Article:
One of the nation's most well-known observers of the Supreme Court says the high court will face more consequential legal questions in the next few years than it has in the last five decades.
Tom Goldstein, an attorney and blogger at the widely respected SCOTUSblog, told NBC's Chuck Todd on Friday that potential decisions on abortion, affirmative action, gay marriage and the Affordable Care Act will make the latter half of the current Supreme Court term one to remember.
"[K]eep an eye on the abortion case coming out of Texas. Practically, it controls the fate of Roe v. Wade," Goldstein said in a "Meet the Press" chat on Twitter.
Thirteen abortion clinics shut down in Texas overnight after a federal appeals court ruled this week to allow a strict new anti-abortion law to go into effect. That leaves Texas with only seven providers, all of them concentrated in urban areas.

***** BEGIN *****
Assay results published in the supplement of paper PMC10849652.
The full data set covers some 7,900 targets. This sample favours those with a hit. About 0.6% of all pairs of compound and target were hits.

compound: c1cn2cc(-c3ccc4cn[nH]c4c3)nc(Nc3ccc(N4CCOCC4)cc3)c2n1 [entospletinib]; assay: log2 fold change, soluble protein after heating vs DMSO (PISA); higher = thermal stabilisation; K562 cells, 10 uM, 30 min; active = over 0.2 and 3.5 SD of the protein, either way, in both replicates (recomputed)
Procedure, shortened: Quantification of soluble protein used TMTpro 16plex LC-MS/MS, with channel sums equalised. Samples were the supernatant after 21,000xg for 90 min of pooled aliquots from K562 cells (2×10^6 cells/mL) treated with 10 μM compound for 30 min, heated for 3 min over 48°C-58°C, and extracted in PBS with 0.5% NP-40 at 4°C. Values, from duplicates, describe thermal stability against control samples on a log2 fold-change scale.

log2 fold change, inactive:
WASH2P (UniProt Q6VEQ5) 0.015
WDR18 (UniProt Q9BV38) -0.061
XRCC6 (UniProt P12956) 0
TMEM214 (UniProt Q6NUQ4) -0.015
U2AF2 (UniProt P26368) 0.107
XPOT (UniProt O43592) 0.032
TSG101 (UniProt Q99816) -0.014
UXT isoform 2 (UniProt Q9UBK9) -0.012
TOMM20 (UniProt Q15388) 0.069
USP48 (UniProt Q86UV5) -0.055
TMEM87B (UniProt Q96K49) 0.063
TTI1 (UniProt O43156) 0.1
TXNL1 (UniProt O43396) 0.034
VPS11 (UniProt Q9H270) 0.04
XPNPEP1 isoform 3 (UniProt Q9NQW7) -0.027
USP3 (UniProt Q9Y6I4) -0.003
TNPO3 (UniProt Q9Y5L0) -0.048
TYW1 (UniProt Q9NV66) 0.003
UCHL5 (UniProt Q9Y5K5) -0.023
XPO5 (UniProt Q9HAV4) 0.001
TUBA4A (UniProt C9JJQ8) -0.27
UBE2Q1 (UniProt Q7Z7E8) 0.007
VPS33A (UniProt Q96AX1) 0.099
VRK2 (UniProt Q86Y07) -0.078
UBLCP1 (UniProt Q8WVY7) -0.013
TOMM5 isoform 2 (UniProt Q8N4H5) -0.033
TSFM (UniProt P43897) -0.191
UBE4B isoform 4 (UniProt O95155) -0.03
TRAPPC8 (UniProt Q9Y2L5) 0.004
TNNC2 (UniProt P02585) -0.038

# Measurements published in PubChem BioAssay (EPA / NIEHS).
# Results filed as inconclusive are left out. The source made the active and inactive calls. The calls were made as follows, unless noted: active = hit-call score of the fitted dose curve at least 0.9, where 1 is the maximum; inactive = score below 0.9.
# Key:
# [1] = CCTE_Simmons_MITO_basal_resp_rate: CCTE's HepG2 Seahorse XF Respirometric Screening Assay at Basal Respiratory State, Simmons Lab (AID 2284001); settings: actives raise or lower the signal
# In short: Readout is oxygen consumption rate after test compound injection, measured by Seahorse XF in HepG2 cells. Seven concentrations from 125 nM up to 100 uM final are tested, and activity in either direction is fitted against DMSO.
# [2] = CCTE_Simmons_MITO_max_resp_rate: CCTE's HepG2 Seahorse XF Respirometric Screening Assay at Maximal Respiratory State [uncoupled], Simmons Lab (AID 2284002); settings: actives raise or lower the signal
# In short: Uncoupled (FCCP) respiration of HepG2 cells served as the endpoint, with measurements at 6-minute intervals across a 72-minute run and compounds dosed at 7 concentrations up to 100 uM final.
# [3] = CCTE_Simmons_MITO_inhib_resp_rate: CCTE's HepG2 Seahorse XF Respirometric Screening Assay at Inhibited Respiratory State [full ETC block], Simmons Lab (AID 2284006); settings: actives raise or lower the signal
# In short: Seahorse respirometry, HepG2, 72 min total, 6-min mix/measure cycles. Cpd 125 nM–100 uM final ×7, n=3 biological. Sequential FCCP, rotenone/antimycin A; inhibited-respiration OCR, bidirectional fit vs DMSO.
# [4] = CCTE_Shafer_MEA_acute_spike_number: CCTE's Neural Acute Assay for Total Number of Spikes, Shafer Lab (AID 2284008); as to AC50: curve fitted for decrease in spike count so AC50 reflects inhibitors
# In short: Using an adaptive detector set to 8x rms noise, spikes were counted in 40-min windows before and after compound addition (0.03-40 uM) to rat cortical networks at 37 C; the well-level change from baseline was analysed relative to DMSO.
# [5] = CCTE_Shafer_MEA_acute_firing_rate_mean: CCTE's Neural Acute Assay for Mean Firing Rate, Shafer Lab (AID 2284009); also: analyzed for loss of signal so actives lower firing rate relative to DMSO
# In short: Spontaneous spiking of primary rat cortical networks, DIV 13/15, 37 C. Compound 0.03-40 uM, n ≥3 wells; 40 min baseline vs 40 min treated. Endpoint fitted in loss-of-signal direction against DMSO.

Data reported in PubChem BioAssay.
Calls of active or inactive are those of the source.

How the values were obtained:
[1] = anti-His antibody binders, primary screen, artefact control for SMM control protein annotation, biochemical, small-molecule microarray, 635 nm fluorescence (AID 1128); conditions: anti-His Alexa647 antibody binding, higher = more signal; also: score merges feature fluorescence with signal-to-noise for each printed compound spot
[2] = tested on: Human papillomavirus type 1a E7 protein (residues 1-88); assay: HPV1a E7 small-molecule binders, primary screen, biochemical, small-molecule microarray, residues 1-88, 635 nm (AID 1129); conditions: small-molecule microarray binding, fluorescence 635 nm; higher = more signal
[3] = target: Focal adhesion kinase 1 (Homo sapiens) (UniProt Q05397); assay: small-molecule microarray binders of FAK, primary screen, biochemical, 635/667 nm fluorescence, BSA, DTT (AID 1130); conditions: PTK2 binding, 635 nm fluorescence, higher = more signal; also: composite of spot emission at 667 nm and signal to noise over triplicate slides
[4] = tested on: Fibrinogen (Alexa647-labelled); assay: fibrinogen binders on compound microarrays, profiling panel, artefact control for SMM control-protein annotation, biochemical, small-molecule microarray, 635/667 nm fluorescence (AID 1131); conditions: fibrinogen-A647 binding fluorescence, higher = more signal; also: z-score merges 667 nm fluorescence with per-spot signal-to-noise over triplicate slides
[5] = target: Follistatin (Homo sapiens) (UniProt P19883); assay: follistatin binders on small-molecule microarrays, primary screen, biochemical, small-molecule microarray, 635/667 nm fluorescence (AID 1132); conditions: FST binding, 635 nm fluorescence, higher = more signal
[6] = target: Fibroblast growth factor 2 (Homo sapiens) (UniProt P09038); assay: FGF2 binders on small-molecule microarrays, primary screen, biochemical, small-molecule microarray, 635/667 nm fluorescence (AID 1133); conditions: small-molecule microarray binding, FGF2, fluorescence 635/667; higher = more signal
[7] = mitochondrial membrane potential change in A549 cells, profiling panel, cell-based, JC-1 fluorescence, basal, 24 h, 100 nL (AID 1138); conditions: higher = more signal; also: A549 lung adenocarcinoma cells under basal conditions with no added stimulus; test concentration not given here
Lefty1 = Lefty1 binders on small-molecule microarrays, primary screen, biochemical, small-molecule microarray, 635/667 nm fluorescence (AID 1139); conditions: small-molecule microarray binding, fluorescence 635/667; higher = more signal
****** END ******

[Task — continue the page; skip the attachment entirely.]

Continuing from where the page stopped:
Goldstein predicted that the justices would take up the issue of same-sex marriage, which has continued to gain legal recognition across the nation. Missouri became the latest state to join the ranks after a judge struck down part of its gay marriage ban on Friday.
"[S]ame-sex marriage is the case of the (young) century. They have to take it. My guess is they hear the Utah challenge," he added.
The high court passed up an opportunity to hear a challenge on gay marriage on Thursday. Justices have their pick of bans on same-sex marriage in Utah, Oklahoma, Virginia, Indiana and Wisconsin, which have all recently been overturned by lower courts.
Also on Goldstein's radar is yet another challenge to the Affordable Care Act. The court may decide to hear a lawsuit that, if successful, would eliminate subsidies to millions of Americans who currently receive subsidized health insurance under its state-run exchanges.
"Way, way too few people are paying attention to this Obamacare challenge. It would destroy the statute," he said.
The Supreme Court scribe also predicted that Associate Justice Ruth Bader Ginsburg would make liberals wait several more years before stepping down. Some Democrats would like the 81-year-old justice to retire during President Barack Obama's final two years in office, so as to not risk a conservative appointment should Republicans take the White House in 2016. Ginsburg has other thoughts, however.
"Justice Ginsburg is going exactly nowhere. Not until after 2016," Goldstein said.